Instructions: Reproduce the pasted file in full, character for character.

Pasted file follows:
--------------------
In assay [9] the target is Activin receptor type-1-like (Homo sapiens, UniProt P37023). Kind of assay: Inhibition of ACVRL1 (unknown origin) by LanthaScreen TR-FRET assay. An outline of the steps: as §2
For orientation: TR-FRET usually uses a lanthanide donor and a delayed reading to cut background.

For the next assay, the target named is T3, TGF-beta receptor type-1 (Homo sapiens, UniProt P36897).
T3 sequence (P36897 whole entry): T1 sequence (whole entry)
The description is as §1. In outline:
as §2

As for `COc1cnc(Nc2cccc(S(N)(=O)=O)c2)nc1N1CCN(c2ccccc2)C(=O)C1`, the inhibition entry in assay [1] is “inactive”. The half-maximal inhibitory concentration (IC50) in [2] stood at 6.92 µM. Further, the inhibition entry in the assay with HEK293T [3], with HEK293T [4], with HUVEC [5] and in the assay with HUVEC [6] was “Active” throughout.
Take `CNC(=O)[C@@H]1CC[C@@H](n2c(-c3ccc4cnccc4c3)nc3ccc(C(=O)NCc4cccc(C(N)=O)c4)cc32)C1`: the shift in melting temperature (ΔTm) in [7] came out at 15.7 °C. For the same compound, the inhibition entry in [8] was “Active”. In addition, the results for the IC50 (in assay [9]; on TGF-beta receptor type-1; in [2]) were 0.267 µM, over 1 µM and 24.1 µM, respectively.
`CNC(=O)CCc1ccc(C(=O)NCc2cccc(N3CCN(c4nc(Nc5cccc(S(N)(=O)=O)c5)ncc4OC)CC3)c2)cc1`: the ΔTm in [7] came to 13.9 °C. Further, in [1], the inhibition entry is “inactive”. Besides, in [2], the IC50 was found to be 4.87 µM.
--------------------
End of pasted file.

In assay [9] the target is Activin receptor type-1-like (Homo sapiens, UniProt P37023). Kind of assay: Inhibition of ACVRL1 (unknown origin) by LanthaScreen TR-FRET assay. An outline of the steps: as §2
For orientation: TR-FRET usually uses a lanthanide donor and a delayed reading to cut background.

For the next assay, the target named is T3, TGF-beta receptor type-1 (Homo sapiens, UniProt P36897).
T3 sequence (P36897 whole entry): T1 sequence (whole entry)
The description is as §1. In outline:
as §2

As for `COc1cnc(Nc2cccc(S(N)(=O)=O)c2)nc1N1CCN(c2ccccc2)C(=O)C1`, the inhibition entry in assay [1] is “inactive”. The half-maximal inhibitory concentration (IC50) in [2] stood at 6.92 µM. Further, the inhibition entry in the assay with HEK293T [3], with HEK293T [4], with HUVEC [5] and in the assay with HUVEC [6] was “Active” throughout.
Take `CNC(=O)[C@@H]1CC[C@@H](n2c(-c3ccc4cnccc4c3)nc3ccc(C(=O)NCc4cccc(C(N)=O)c4)cc32)C1`: the shift in melting temperature (ΔTm) in [7] came out at 15.7 °C. For the same compound, the inhibition entry in [8] was “Active”. In addition, the results for the IC50 (in assay [9]; on TGF-beta receptor type-1; in [2]) were 0.267 µM, over 1 µM and 24.1 µM, respectively.
`CNC(=O)CCc1ccc(C(=O)NCc2cccc(N3CCN(c4nc(Nc5cccc(S(N)(=O)=O)c5)ncc4OC)CC3)c2)cc1`: the ΔTm in [7] came to 13.9 °C. Further, in [1], the inhibition entry is “inactive”. Besides, in [2], the IC50 was found to be 4.87 µM.